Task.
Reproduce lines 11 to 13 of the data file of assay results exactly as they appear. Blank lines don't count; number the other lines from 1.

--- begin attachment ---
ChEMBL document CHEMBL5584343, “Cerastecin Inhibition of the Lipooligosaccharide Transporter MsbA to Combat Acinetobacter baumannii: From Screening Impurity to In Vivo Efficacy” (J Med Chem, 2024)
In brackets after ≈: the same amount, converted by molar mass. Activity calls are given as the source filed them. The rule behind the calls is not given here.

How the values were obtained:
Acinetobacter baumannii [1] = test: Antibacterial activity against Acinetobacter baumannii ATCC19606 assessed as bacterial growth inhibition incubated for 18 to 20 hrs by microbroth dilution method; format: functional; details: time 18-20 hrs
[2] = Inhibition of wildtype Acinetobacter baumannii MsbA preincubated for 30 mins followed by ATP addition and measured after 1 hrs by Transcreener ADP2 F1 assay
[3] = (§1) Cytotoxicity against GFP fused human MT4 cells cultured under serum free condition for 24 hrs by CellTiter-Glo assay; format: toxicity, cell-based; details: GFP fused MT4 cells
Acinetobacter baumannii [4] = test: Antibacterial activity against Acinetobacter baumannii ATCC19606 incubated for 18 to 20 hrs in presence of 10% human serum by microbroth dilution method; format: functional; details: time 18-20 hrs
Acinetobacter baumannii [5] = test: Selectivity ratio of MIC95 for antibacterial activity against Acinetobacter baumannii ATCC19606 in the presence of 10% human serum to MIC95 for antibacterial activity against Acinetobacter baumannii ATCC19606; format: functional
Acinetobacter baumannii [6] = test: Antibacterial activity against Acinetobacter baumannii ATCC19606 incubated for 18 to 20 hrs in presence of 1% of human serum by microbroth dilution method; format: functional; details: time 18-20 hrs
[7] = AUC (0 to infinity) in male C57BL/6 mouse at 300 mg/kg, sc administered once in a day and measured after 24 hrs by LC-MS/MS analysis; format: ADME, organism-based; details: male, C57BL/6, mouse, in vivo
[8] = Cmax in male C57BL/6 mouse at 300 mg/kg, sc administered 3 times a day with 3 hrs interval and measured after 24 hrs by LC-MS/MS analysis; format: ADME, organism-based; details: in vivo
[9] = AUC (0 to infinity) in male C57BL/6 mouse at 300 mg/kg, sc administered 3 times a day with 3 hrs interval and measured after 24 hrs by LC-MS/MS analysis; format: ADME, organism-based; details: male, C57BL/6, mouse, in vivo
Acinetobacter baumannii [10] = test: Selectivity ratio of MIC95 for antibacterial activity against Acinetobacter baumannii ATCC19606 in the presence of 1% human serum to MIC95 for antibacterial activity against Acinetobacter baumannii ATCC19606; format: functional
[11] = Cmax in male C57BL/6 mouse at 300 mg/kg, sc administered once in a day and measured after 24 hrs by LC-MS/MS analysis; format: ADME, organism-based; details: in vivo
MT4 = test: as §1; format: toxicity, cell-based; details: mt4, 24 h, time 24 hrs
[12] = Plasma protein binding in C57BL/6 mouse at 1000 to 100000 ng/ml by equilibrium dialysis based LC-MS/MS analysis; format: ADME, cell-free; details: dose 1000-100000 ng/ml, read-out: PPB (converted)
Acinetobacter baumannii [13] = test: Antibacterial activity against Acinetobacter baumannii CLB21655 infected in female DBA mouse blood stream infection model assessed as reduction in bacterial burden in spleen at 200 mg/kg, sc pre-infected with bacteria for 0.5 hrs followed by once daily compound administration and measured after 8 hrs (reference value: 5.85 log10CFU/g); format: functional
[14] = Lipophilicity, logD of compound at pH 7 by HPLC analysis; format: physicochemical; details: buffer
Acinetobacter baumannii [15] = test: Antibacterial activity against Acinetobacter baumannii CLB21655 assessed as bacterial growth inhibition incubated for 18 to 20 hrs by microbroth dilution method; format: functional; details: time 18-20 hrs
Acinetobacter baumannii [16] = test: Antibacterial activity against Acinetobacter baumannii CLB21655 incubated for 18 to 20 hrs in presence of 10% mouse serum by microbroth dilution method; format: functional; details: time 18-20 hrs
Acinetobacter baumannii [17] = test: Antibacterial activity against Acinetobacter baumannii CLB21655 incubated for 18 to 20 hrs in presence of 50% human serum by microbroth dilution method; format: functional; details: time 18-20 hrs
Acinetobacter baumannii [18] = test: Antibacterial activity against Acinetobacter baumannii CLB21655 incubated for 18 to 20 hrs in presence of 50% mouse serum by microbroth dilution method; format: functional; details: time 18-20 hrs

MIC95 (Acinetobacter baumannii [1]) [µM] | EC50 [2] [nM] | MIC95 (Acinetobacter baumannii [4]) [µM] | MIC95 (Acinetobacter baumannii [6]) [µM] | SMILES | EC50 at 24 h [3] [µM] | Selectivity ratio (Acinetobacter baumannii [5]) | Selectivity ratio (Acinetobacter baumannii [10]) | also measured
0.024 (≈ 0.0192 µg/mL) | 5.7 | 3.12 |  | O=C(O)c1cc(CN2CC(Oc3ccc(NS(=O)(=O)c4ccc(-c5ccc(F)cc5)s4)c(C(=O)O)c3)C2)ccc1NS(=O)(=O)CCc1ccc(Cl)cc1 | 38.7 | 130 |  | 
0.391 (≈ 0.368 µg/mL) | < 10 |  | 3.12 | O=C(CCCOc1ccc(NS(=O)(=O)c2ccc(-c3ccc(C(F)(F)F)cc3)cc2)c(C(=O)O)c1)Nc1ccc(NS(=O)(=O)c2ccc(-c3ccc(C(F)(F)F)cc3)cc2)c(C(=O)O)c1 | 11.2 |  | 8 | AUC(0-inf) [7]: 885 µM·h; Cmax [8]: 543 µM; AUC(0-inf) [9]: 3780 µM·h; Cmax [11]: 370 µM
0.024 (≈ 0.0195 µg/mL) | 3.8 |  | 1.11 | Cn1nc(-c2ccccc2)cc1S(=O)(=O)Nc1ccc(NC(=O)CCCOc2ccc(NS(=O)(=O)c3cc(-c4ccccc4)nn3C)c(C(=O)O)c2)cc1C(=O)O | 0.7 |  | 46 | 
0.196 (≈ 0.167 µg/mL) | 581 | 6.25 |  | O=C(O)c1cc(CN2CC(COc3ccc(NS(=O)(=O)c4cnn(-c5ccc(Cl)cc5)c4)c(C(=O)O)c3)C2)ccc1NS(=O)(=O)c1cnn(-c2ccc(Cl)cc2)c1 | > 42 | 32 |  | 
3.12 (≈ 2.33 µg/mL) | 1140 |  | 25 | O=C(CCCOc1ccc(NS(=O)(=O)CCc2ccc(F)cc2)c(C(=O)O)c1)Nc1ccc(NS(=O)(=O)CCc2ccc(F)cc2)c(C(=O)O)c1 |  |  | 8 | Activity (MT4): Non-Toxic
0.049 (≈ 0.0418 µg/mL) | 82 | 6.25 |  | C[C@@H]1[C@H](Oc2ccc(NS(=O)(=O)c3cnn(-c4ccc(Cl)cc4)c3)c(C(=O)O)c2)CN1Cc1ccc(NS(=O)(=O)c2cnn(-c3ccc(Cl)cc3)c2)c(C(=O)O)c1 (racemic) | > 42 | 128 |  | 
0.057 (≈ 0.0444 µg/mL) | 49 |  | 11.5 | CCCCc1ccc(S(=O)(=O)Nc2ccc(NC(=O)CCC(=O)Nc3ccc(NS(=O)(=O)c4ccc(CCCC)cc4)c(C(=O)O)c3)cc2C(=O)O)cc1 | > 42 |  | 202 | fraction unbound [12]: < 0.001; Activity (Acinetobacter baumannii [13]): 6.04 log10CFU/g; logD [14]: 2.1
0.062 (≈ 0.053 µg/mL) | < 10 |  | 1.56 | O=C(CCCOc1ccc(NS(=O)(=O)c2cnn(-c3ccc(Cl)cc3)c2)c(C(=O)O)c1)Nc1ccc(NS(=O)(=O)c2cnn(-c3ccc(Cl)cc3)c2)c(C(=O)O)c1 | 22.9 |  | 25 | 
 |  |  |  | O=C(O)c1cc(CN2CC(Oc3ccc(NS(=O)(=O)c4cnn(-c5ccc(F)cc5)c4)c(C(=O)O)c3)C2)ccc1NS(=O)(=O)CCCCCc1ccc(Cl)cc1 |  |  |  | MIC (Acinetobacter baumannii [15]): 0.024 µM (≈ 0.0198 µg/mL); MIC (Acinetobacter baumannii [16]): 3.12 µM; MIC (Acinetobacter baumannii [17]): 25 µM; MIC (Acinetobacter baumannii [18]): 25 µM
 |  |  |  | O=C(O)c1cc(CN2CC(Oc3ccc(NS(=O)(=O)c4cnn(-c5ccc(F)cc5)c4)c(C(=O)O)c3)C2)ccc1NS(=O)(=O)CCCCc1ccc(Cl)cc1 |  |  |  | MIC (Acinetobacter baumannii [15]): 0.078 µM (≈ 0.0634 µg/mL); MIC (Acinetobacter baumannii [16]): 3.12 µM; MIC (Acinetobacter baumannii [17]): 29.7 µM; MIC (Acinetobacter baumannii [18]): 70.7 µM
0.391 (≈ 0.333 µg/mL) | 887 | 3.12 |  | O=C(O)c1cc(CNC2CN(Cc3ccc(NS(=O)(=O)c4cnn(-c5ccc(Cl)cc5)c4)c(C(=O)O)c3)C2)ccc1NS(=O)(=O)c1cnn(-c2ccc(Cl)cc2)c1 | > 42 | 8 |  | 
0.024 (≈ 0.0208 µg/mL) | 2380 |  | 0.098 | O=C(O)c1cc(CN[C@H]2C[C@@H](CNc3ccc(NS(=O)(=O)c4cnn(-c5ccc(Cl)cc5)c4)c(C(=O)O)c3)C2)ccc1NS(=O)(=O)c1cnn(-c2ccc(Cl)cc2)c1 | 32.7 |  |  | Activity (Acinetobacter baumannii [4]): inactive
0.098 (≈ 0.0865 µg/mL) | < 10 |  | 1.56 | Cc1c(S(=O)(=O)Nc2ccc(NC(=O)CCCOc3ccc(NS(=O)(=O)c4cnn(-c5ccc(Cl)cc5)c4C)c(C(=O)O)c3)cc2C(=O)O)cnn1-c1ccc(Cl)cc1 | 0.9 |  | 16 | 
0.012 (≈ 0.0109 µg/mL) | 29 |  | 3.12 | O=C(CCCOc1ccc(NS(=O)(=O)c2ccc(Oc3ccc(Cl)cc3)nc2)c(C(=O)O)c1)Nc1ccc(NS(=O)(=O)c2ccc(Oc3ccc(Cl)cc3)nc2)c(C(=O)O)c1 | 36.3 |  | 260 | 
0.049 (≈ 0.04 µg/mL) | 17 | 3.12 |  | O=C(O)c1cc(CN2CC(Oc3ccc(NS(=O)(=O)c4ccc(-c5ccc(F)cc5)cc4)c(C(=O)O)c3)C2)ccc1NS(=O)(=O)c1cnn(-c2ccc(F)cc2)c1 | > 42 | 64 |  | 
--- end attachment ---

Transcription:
[8] = Cmax in male C57BL/6 mouse at 300 mg/kg, sc administered 3 times a day with 3 hrs interval and measured after 24 hrs by LC-MS/MS analysis; format: ADME, organism-based; details: in vivo
[9] = AUC (0 to infinity) in male C57BL/6 mouse at 300 mg/kg, sc administered 3 times a day with 3 hrs interval and measured after 24 hrs by LC-MS/MS analysis; format: ADME, organism-based; details: male, C57BL/6, mouse, in vivo
Acinetobacter baumannii [10] = test: Selectivity ratio of MIC95 for antibacterial activity against Acinetobacter baumannii ATCC19606 in the presence of 1% human serum to MIC95 for antibacterial activity against Acinetobacter baumannii ATCC19606; format: functional